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Beyond Earthly Skies

Spreading Life from Star to Star

21 Jun 2016, 22:00 UTC
Spreading Life from Star to Star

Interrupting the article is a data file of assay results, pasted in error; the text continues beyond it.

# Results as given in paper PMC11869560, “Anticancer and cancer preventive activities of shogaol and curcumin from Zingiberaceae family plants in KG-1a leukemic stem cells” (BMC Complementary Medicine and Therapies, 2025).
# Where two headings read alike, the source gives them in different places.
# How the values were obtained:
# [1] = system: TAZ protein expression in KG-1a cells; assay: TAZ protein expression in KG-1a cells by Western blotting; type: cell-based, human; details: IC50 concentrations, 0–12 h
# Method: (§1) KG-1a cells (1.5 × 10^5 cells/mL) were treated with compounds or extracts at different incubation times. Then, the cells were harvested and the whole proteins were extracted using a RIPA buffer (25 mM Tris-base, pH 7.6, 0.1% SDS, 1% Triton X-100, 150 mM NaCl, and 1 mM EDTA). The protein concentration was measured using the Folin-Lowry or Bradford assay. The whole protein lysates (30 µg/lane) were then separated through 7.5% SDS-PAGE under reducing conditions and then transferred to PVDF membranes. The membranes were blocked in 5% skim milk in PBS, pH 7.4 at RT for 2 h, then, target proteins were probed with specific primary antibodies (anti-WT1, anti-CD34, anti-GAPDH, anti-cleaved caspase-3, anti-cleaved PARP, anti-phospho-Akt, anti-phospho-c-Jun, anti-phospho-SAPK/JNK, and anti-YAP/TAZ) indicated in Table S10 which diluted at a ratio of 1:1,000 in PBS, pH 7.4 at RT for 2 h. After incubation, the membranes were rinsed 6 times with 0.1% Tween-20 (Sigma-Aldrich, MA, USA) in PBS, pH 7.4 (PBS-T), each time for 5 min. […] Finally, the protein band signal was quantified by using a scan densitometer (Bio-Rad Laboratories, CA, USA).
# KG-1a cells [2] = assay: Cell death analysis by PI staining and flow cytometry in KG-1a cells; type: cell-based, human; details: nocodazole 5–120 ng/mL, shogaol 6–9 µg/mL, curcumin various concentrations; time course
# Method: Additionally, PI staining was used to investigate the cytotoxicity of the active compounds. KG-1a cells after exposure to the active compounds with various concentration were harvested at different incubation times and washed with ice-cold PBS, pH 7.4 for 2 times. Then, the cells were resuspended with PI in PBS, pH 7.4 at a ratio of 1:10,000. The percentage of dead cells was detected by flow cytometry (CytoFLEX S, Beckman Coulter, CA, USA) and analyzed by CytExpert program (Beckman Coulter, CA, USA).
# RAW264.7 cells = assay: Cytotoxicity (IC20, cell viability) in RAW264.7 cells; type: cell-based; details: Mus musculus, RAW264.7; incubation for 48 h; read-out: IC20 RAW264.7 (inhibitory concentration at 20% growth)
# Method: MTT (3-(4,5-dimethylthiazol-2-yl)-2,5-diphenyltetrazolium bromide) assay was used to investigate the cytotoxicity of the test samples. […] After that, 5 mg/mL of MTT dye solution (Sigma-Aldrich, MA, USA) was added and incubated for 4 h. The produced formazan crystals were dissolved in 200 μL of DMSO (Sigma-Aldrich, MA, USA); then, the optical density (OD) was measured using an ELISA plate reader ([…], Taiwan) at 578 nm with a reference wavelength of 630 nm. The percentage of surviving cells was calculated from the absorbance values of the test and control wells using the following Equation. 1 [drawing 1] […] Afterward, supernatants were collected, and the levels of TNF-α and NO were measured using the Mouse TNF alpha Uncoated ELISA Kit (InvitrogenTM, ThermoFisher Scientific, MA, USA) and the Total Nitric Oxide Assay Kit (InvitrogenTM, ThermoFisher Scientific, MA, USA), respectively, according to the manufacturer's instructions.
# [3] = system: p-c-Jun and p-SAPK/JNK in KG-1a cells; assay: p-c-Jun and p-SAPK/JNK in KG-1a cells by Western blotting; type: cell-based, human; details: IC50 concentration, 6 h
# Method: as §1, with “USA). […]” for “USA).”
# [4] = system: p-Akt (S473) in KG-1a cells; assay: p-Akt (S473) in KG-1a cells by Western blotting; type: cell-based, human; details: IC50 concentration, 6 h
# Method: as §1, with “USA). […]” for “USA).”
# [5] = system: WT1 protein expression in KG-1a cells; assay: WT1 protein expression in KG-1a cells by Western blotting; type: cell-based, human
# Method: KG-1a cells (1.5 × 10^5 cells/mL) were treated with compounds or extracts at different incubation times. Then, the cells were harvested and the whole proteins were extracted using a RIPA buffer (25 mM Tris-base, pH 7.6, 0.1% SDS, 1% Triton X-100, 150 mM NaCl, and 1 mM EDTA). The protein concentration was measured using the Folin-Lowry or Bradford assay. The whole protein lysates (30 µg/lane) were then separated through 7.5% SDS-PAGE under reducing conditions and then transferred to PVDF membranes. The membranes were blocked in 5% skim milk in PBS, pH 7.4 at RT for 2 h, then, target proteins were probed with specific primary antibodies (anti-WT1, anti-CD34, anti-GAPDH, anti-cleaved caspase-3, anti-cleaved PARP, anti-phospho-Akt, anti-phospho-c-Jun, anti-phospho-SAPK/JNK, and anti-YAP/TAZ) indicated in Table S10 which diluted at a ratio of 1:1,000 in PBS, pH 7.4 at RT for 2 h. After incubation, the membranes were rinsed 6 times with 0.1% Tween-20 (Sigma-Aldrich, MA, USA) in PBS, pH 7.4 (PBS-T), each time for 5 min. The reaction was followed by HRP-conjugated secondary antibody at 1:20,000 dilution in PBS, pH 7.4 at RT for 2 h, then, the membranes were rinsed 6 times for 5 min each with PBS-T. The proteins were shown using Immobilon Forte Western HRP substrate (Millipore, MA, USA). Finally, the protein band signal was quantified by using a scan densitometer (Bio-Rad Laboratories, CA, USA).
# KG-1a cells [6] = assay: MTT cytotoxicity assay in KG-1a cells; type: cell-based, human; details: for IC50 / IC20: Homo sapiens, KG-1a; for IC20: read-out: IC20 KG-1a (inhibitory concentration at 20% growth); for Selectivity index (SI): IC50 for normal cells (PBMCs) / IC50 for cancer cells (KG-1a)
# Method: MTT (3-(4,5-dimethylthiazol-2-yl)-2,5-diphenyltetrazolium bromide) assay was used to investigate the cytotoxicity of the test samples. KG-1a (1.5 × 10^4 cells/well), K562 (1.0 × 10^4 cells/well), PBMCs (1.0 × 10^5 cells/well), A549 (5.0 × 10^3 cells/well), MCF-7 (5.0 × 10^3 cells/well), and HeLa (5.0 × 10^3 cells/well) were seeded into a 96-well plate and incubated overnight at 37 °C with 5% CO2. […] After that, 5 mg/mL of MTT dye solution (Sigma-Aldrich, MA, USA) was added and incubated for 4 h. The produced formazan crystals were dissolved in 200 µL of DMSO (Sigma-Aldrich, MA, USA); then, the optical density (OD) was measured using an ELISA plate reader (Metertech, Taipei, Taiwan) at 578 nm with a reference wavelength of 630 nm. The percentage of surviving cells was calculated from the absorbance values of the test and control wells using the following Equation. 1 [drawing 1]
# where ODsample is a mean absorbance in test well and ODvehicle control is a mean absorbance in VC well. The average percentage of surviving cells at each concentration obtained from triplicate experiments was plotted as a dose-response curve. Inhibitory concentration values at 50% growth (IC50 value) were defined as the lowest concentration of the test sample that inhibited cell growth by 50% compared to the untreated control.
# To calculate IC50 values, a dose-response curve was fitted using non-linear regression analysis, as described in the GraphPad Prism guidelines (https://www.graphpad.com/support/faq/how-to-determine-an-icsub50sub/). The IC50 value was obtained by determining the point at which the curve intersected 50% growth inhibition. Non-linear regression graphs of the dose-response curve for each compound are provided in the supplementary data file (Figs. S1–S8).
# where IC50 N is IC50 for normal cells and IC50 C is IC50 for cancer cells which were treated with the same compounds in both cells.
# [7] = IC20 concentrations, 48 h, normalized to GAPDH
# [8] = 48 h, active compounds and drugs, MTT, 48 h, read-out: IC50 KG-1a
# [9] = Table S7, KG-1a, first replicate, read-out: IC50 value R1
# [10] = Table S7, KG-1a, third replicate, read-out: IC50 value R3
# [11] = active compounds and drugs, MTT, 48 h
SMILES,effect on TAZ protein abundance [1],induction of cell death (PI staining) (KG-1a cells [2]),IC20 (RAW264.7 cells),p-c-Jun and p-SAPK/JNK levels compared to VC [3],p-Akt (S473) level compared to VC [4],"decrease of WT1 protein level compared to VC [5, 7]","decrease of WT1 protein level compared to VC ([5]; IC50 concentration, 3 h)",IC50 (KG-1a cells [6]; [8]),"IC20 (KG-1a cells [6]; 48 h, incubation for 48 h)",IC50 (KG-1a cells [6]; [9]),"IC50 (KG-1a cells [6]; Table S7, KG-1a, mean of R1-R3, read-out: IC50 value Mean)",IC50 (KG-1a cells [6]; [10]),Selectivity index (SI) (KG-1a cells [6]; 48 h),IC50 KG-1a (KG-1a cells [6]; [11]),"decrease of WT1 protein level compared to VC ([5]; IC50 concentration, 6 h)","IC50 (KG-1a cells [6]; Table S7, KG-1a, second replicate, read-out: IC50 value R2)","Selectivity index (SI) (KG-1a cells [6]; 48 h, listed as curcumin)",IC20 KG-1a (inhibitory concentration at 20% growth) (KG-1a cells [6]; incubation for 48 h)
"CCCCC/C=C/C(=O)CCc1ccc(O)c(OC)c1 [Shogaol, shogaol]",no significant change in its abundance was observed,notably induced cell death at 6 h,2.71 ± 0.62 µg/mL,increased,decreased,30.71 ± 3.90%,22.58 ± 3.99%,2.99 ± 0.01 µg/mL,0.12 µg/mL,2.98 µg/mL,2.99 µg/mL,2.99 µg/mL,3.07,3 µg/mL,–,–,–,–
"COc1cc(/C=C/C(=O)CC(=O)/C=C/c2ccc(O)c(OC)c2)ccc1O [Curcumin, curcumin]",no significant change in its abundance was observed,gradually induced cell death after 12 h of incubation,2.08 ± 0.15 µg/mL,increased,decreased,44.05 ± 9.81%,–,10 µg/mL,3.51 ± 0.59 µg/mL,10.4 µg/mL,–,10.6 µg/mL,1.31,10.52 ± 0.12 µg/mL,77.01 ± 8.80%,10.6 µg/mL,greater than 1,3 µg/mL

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Interstellar panspermia refers to the transport and spread of life from one extrasolar system to another. If interstellar panspermia is the dominant mechanism for the origin of life in extrasolar systems, then life-bearing extrasolar systems should exhibit more clustering when compared to the case whereby life originated spontaneously. Future searches for biosignatures in the atmospheres of exoplanets can potentially test such a prediction.Stars in the Milky Way drift relative to one another with a characteristic speed of a few tens of kilometres per second. Depending on the effective spreading speed of life, interstellar panspermia can fall within three possible regimes. (1) If interstellar panspermia takes place at speeds much greater than the characteristic speed of stars in the galaxy, then the drifting of stars is expected to be negligible in the clustering of related life-bearing extrasolar systems. This can happen if an intelligent species spreads life at high speeds.(2) Even if interstellar panspermia takes place at speeds comparable to the characteristic speed of stars in the galaxy, the clustering of life-bearing extrasolar systems is still expected to hold. This is applicable for lithopanspermia, whereby fragments of the life-bearing crust of a planet can get ejected into space by large impacts ...

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